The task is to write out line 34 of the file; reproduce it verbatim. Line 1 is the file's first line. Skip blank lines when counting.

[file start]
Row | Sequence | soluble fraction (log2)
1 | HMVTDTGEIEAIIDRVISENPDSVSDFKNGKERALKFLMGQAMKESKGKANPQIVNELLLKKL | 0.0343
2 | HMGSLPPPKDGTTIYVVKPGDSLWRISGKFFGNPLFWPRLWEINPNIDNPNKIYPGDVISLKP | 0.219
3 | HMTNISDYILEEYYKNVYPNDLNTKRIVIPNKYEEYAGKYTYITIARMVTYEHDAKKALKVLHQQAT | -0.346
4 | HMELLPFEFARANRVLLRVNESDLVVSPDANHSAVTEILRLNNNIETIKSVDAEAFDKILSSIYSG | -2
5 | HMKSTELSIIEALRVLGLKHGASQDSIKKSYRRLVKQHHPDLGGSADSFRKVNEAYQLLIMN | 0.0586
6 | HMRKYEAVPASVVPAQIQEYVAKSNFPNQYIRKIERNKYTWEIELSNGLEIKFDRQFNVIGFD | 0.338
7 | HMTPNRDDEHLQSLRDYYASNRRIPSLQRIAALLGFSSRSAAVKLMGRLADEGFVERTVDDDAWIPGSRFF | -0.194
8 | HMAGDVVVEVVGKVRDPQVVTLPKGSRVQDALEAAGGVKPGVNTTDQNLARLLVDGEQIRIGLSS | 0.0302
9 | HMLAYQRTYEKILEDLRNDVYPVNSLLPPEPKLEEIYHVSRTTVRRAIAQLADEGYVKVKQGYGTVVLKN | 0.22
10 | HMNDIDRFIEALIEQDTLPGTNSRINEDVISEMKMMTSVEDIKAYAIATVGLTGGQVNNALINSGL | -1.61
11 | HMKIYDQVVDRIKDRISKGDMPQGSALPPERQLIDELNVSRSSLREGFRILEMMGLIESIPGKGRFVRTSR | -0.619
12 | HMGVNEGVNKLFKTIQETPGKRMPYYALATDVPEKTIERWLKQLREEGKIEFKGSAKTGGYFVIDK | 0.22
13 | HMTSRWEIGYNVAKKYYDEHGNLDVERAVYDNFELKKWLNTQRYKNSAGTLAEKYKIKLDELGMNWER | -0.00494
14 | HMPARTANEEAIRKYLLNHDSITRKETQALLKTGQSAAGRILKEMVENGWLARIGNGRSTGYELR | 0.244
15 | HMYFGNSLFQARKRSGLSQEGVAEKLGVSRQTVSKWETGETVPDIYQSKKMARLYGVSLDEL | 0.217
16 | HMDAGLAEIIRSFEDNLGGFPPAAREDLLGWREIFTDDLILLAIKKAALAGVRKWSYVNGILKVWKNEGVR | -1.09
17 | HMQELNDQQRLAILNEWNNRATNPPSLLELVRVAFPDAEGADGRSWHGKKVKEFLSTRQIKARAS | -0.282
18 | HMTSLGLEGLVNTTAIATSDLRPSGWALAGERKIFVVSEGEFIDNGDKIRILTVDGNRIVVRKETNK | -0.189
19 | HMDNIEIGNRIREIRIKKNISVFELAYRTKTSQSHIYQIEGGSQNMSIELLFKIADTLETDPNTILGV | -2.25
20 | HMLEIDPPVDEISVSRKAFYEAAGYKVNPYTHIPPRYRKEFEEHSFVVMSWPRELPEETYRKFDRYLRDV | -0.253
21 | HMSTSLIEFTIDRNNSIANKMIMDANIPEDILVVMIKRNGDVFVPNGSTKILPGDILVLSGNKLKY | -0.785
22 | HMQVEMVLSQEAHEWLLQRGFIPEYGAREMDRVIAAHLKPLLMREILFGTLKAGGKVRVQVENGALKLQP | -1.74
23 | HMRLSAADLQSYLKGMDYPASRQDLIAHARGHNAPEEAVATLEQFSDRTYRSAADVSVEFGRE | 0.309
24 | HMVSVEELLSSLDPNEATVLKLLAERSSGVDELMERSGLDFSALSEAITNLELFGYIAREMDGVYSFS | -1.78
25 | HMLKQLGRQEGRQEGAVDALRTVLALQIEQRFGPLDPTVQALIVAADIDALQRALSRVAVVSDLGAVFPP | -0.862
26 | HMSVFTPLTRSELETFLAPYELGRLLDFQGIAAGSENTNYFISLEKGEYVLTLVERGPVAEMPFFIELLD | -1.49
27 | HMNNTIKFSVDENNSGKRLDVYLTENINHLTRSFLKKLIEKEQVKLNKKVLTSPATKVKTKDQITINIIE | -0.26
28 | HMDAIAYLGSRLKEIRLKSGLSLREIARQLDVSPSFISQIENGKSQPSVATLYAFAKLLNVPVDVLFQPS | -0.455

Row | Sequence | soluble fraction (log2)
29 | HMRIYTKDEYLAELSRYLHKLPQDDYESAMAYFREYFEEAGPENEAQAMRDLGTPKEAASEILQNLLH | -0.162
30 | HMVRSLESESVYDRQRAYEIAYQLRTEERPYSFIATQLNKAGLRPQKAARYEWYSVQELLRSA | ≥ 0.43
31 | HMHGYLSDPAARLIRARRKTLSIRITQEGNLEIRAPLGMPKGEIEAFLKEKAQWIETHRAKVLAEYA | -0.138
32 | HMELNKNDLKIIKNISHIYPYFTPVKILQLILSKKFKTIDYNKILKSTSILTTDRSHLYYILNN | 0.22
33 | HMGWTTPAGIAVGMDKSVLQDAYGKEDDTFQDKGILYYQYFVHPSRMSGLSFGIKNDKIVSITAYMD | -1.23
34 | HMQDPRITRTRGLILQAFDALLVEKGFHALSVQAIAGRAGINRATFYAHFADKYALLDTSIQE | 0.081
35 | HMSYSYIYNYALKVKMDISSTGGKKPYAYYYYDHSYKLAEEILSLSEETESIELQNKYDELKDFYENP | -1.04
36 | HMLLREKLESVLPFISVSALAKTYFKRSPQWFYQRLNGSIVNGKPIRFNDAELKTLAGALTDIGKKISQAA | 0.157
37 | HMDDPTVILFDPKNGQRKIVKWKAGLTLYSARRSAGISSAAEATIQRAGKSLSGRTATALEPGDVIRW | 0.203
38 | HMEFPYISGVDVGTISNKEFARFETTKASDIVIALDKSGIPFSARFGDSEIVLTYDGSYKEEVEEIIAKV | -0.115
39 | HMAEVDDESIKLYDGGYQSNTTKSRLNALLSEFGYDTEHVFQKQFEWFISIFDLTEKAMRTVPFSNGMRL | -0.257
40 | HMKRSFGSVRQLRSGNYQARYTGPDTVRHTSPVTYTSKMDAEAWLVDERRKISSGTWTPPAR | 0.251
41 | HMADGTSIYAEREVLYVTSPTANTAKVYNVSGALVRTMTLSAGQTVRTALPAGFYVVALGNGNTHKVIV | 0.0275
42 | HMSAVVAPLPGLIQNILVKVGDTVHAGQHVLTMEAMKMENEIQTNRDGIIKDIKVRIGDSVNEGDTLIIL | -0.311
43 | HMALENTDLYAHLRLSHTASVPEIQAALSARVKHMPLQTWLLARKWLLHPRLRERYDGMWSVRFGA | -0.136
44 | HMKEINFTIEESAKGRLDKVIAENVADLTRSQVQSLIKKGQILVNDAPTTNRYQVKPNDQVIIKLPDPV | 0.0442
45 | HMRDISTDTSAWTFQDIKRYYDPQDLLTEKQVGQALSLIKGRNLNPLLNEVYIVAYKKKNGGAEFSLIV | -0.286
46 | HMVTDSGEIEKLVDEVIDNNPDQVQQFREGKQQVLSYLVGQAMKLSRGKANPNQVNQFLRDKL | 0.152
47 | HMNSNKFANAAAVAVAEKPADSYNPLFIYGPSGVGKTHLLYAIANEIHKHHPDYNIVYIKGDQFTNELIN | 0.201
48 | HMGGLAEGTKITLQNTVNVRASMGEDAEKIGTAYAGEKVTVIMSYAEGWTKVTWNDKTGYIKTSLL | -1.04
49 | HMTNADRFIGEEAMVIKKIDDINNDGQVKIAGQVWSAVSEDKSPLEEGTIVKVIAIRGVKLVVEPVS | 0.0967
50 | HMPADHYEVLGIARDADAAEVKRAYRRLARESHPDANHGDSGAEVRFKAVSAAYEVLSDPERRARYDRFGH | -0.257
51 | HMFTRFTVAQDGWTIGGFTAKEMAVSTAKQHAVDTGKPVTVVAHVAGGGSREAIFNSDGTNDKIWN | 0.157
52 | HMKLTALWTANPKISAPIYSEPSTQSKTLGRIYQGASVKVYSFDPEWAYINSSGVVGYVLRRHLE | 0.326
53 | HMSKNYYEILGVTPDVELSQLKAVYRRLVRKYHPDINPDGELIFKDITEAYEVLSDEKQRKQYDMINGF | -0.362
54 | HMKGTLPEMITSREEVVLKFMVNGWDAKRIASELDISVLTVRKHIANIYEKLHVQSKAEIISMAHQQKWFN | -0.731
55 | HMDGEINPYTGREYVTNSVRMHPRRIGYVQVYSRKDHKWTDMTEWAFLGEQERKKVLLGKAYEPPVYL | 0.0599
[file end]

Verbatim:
32 | HMELNKNDLKIIKNISHIYPYFTPVKILQLILSKKFKTIDYNKILKSTSILTTDRSHLYYILNN | 0.22